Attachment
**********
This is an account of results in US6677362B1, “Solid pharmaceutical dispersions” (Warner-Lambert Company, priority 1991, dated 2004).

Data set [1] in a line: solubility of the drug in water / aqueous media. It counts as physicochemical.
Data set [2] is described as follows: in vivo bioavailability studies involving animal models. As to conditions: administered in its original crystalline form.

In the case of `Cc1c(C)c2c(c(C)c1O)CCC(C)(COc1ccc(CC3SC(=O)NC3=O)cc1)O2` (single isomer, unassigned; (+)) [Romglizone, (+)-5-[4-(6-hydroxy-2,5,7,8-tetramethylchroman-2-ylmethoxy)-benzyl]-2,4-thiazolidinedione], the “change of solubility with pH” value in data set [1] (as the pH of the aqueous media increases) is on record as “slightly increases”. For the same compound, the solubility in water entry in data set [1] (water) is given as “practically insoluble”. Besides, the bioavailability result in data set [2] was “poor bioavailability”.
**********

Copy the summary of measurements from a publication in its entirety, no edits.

This is an account of results in US6677362B1, “Solid pharmaceutical dispersions” (Warner-Lambert Company, priority 1991, dated 2004).

Data set [1] in a line: solubility of the drug in water / aqueous media. It counts as physicochemical.
Data set [2] is described as follows: in vivo bioavailability studies involving animal models. As to conditions: administered in its original crystalline form.

In the case of `Cc1c(C)c2c(c(C)c1O)CCC(C)(COc1ccc(CC3SC(=O)NC3=O)cc1)O2` (single isomer, unassigned; (+)) [Romglizone, (+)-5-[4-(6-hydroxy-2,5,7,8-tetramethylchroman-2-ylmethoxy)-benzyl]-2,4-thiazolidinedione], the “change of solubility with pH” value in data set [1] (as the pH of the aqueous media increases) is on record as “slightly increases”. For the same compound, the solubility in water entry in data set [1] (water) is given as “practically insoluble”. Besides, the bioavailability result in data set [2] was “poor bioavailability”.